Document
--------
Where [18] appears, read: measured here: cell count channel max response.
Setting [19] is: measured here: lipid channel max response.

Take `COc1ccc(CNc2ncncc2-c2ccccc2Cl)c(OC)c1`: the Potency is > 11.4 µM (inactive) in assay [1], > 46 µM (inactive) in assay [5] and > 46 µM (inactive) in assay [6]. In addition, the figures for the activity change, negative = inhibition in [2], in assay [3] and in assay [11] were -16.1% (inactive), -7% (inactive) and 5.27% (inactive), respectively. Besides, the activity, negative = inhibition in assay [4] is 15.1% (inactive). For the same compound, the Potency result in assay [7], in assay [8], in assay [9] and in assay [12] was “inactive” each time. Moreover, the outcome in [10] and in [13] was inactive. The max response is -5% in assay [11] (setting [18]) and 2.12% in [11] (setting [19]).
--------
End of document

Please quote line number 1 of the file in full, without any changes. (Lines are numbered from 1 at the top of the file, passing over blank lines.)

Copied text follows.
Where [18] appears, read: measured here: cell count channel max response.